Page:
Samuel French, Inc.:
An Inventory of Its Correspondence in the Performing Arts Collection at the Harry Ransom Center
Founded by Samuel French (1821-1898) in New York City in 1846, Samuel French, Inc. is the largest and oldest publisher and supplier of plays for amateur and stock theatre in the world. Moreover, the company also serves as a licensing agent for performance rights and runs a theatrical bookshop.
Samuel French started his business reprinting and selling inexpensive editions of popular novels. He began publishing plays in 1854, including his famous French's American Drama, which later he divided and renamed French's Standard Drama and French's Minor Drama. These acting editions included detailed stage directions and information on scenery, props, and other matters. By 1856, he was advertising that he had 100,000 plays available, including the first editions of Uncle Tom by George L. Aiken (1858) and Dion Boucicault's The Poor of New York (1857).
In 1859, French and Thomas Hailes Lacy, the leading British publisher of plays and publisher of Lacy's Acting Edition of Plays, became partners acting as representatives of each other on both sides of the ocean. In 1872, Samuel French left his son Thomas Henry French in charge of his business and moved to London, strengthening his association with Lacy. After Lacy retired, the elder French bought his company for 5,000 pounds, becoming the most important theatrical publisher in Great Britain. Lacy had started his business in 1830, which is the year that Samuel French Inc. now gives as its foundation date. In London, French started collecting royalties from professional and amateur performers of his company's plays, a practice that continues today.
Under the direction of Cyril Hogg, Samuel French Inc. expanded its business to related fields of the play publishing industry. They bought the costumers B. J. Simmons and Charles H. Fox; hat and cap makers A. and L. Corne; the armorer and jeweler Robert White; Fashion Hire, a company that supplied modern day costumes; and Stage Scenery, a firm that supplied stage settings on a rental basis. The company later sold all of these ancillary agencies to concentrate on its original business, and as of 2006 it continues as the leading publisher of plays and licensor of performance rights in the world, with offices in major English-speaking cities.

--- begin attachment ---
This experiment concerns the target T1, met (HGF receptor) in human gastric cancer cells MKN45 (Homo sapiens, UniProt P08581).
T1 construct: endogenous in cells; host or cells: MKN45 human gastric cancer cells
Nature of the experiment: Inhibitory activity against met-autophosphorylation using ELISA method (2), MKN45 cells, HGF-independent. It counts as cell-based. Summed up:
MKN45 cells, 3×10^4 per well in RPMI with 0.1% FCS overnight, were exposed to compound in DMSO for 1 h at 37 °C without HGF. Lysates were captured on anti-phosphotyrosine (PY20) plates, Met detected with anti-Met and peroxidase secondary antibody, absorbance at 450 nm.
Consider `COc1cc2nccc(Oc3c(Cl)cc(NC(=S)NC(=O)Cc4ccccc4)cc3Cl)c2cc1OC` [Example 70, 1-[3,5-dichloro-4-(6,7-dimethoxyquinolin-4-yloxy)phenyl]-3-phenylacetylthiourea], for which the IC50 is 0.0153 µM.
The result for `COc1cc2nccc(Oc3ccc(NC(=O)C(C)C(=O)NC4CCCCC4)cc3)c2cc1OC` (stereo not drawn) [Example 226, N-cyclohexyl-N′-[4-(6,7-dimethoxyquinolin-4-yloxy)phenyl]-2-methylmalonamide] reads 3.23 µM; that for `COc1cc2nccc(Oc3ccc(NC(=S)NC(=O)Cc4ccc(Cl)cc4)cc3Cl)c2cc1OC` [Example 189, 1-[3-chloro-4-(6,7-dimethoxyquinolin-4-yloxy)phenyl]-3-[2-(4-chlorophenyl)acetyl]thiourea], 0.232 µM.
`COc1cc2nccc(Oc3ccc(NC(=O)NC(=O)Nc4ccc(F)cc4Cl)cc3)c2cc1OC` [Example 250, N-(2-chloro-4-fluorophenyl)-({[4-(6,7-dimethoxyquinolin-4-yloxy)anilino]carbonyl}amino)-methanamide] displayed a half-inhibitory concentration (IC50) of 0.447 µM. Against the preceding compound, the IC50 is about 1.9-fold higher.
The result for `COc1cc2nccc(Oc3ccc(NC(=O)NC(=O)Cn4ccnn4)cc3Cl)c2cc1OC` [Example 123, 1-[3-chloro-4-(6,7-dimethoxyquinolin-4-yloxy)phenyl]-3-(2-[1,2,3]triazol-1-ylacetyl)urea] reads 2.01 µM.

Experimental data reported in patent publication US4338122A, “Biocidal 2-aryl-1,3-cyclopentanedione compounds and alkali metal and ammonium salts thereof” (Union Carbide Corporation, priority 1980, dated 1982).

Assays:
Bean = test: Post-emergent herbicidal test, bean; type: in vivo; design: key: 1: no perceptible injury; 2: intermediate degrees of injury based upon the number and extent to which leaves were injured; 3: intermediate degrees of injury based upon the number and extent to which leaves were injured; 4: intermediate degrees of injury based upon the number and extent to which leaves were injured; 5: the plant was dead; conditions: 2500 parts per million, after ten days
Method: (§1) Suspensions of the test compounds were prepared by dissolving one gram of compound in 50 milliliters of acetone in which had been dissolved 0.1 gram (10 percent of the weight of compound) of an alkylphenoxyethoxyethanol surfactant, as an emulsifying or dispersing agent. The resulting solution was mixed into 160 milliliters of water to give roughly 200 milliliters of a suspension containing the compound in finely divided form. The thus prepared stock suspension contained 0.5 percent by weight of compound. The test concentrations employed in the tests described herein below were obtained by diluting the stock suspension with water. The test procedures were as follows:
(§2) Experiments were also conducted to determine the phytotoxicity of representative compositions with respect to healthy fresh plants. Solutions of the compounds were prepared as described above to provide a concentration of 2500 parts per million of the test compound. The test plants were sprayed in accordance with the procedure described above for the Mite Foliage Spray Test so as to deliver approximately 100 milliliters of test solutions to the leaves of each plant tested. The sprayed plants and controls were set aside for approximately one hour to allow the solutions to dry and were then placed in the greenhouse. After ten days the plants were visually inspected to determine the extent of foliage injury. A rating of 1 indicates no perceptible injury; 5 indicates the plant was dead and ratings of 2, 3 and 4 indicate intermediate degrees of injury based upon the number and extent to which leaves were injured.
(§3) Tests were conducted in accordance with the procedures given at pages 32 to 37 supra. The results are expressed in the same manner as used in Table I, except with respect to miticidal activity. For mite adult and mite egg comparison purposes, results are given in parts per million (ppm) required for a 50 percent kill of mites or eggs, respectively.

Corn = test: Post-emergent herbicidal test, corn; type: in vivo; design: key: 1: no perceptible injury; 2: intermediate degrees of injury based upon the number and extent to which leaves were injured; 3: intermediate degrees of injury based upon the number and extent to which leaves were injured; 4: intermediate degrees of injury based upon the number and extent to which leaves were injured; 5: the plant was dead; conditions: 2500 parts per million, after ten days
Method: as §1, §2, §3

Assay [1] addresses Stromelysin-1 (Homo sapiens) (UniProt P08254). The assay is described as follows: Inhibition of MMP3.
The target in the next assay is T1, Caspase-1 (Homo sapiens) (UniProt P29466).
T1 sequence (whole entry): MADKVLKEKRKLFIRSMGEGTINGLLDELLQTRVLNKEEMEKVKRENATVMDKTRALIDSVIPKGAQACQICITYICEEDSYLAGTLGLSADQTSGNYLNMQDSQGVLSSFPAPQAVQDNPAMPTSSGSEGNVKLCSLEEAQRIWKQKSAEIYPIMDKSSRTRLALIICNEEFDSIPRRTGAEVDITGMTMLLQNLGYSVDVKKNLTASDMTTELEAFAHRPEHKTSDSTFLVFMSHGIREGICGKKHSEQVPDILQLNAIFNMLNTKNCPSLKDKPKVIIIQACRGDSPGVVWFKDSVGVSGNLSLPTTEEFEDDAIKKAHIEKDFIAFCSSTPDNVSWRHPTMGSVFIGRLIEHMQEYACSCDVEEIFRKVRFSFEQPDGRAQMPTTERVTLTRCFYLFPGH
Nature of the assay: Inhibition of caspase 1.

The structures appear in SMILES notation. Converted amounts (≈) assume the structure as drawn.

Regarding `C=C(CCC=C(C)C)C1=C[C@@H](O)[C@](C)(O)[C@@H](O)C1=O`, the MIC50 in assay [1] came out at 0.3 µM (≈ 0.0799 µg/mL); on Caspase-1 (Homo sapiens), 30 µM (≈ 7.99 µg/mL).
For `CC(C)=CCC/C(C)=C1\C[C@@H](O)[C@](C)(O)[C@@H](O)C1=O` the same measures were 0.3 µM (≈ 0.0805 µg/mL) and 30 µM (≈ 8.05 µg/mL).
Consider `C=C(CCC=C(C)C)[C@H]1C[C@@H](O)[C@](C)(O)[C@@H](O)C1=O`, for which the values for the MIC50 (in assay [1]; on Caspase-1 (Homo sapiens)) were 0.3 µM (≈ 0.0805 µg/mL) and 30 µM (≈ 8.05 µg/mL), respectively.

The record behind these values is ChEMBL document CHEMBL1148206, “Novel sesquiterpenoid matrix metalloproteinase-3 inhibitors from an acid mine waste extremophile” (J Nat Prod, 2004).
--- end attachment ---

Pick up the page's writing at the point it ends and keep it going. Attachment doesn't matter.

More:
The Samuel French, Inc. correspondence includes almost 300 typed letters, cables, and some clippings exchanged during 1949 between the two branches of the company across the Atlantic. The majority of the letters were written by Harold F. Dyer and Cyril W. Hogg from the London branch, and by Abbot van Nostrand and J. Frank Stephens of the New York City office; other letters were written by employees of the company, and people related to the business. The correspondence is arranged in a single chronological series, and a complete index follows the folder list.
Most of the correspondence is of a routine nature: comments and inquiries about plays, publishing, playwrights, licensing of plays, copyrights, performing fees, and royalties. Sometimes the letters comment upon other subjects such as the difficulties of dealing with certain playwrights, or about some producers and "pirate" theater companies that performed plays without having the rights or paying the fees.
Among the plays referred to in the correspondence are Arthur Conan Doyle's The Exploits of Sherlock Holmes, Tennessee Williams's A Streetcar Named Desire, Edward Sheldon's Romance, W. Somerset Maugham's The Constant Wife, Paul Kester's adaptation of Tom Sayers, Marc Connelly's The Green Pastures, Arthur Miller's Death of a Salesman, Noel Coward's Private Lives, and Anton Chekhov's The Sea Gull.
Open for research
Purchase of W. H. "Deacon" Crain
Antonio Alfau, 2006
Names in bold appear in the RLIN record.